In addition: If in fact the arbitration-action would have been illegitimate, one of the current possessors of primary keys of those accounts frozen could have stepped up and dispute the arbitration ruling, but until now only uninvolved 3rd parties have done so.

Yes, I'm aware of this video and it only proves my point.

When you are a citizen of any country, you also agree to the constitution by choosing to live in that country and thus you are subject to its police and justice system, as defined by the constitution, if you commit a crime.

Just stop calling ECAF an arbitration, which in real life is an entity you opt to employ when you enter a particular contract with a third-party.

Instead call it police (combined with a court of law), and everything will be fine.

When you are robbed, you don't have a disagreement with the thief. You are a victim of a crime. You don't need an arbitrator, you need police. So when you're calling ECAF an arbitration, you're twisting the reality to hide the truth.

When you are robbed in real life, you call the police, that makes an investigation, brings the case to a court of law, which issues a verdict which is then implemented by the government.

When you are robbed on EOS, you call ECAF, that makes an investigation, reaches a conclusion, issues a verdict which is then implemented by the BPs.

The analogy is perfect. What we have is a policed blockchain. Is that what we wanted? I don't know.

I wouldn't call it police. Police in that sense would imo be the bps, because it's them to carry out the orders. ECAF rather resembles the court of law. and it might differ from offchain only in that sense, that offchain arbitration exists inside a judicial framework of law. The latter doesn't exist on EOS, so arbitration is the only legal entity we have. But still, its tied into the blockchain, and once you are using it, you are bound to it. you still have the liberty to not do so.
If you are asking me, my answer is a pretty clear:yes, this is exactly what i want, and it is exactly what i expected, since Thomas Cox has described that in length and repeatedly ahead of the launch.

I wouldn't call it police. Police in that sense would imo be the bps, because it's them to carry out the orders. ECAF rather resembles the court of law.

Nope, I'm sorry to say you are missinformed. Police does the investigation and brings the case to a court of law and so does ECAF, which performs both of these roles. It's police and a court of law combined into one entity, which makes it even more formidable.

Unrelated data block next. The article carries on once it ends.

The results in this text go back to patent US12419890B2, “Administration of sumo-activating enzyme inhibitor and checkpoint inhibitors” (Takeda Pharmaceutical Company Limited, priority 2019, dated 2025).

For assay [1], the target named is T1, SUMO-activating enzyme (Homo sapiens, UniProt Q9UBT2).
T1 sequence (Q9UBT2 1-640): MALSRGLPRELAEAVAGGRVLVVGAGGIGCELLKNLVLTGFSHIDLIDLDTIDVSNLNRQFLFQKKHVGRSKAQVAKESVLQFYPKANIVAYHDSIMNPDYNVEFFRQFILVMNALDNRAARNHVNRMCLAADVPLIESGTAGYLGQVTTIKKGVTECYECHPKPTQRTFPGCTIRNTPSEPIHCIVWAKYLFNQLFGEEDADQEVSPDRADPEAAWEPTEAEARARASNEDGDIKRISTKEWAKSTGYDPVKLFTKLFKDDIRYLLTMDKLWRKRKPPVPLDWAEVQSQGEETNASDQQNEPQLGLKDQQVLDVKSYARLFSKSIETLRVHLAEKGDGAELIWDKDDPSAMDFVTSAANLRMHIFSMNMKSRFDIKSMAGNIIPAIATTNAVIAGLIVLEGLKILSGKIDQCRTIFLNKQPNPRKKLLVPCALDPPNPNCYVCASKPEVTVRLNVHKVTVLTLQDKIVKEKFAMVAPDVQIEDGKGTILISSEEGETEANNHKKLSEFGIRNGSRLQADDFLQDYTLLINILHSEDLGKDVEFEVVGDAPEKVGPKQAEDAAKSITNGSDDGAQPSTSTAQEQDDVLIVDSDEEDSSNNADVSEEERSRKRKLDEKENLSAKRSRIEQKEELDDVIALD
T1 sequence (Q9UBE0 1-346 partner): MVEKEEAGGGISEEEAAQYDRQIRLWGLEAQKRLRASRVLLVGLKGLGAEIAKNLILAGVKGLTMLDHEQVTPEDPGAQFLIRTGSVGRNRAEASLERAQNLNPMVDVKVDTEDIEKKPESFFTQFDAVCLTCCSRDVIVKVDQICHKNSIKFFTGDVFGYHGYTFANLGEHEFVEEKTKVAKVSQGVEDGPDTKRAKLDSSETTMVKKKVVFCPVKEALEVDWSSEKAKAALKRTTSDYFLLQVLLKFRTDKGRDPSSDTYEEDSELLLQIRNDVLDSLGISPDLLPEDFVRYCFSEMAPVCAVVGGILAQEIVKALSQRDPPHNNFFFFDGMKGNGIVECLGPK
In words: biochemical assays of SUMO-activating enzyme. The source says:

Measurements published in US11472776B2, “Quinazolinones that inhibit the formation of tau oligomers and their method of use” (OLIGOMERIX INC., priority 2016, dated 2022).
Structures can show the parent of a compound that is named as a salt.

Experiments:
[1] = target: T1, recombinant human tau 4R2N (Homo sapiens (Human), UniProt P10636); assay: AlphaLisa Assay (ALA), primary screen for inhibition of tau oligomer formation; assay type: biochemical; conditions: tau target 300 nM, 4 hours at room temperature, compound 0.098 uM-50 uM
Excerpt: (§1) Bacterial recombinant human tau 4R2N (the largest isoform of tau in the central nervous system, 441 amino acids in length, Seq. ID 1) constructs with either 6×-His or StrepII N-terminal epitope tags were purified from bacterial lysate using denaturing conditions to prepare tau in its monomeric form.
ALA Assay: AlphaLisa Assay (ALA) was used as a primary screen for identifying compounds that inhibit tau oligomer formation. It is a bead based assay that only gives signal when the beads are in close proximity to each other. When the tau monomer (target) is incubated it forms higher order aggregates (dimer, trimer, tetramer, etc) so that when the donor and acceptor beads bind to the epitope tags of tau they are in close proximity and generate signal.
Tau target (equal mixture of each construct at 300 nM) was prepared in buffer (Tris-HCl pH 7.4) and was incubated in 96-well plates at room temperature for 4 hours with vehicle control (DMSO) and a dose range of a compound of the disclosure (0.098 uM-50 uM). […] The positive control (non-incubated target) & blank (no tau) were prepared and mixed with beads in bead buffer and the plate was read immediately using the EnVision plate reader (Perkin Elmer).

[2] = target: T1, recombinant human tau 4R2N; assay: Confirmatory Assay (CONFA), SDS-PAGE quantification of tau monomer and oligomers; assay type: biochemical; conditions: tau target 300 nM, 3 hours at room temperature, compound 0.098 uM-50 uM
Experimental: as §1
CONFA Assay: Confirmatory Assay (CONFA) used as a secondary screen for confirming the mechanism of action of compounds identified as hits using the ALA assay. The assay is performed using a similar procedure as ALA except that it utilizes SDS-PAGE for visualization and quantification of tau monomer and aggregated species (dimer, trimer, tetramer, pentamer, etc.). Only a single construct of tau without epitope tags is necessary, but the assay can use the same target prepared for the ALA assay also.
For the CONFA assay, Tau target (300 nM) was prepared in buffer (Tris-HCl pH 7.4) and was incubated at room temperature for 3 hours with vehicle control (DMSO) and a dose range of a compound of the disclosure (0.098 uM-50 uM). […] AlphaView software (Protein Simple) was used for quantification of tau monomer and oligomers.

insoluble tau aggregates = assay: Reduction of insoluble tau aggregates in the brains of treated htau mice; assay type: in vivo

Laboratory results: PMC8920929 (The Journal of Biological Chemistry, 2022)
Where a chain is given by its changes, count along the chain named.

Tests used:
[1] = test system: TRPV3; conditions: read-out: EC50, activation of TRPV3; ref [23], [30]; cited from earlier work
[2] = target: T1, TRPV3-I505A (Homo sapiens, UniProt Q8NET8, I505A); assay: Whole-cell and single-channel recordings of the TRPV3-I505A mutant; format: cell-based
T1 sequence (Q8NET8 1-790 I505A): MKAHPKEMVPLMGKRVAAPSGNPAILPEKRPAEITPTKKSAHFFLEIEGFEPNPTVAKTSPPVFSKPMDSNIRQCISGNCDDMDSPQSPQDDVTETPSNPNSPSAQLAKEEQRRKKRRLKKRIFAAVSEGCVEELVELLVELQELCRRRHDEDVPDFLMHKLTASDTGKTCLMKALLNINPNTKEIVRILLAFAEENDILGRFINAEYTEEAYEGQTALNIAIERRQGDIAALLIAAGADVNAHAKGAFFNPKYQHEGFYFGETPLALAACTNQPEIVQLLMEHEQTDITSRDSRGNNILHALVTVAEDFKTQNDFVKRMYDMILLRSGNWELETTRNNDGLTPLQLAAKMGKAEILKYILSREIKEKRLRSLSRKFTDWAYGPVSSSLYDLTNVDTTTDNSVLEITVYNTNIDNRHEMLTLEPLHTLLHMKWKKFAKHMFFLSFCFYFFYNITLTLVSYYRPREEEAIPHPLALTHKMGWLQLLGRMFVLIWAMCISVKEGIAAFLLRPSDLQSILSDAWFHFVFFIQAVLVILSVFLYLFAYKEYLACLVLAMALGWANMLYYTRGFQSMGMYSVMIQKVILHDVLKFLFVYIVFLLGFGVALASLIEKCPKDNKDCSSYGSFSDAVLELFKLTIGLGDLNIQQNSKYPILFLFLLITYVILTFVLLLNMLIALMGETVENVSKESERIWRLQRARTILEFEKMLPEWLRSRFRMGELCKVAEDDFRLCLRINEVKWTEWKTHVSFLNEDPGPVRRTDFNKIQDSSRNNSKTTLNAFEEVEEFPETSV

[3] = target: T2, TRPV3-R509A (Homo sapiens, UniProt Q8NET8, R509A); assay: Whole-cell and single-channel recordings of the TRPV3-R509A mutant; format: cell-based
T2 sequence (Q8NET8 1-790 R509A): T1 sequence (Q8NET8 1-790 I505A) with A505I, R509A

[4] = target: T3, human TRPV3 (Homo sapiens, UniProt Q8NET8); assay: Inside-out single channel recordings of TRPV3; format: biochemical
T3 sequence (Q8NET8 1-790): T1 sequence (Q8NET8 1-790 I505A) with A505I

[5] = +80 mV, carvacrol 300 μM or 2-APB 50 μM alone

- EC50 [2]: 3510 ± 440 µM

If BPs can be compared to anything, it's the high court and the executive body (the government) combined but certainly not the police.

I'm not saying a policed blockchain is a bad thing. For me it doesn't make much sense but I guess some people might like it to be taken care of.

But why are you so afraid to use the right word to name it, and hide behind the arbitration phrase?

Nope, the arbitrators don't do any investigation, it's the parties in dispute, which are to bring up evidence, which then is assessed by arbitrators, who publish their ruling. So there is no ground for me to follow your terminology.
What i would be interested in, what would be your suggestion to do better? Letting scammers, hackers and faulty code, put investors at risk? Because that would be the consequence of dropping arbitration?

OK, so in your terminology the thief got into a "disagreement" with the victim, then they contacted the arbitrator who assessed the evidence brought forward by the thief and the victim, and made a ruling.

Sounds like a very solid reasoning.

As I said, I have nothing against police and ECAF. They serve a very important role and I wouldn't want live in a country where there is no police (though I'd prefer a blockchain where there's no police, just voluntary arbitration).

Just stop pretending, call ECAF what it really is, and I'm fine with it. What I'm against is twisting reality to hide the truth.

You got the case totally wrong! In this case it was the victims who contacted the arbitrators. They asked that their accounts are freezed, because scammers have got hold of their EOS keys and used them to unstake their tokens!

Very bad comunication and it's strange you need an eth address to prove the ownership of an EOS account .. What about non genesys accounts?

Is it really strange to look at the eth keys, when the alleged fraud took place on the Ethereum chain?
And no, why should this same procedure be necessary for non genesis accounts, this would be an entirely different case....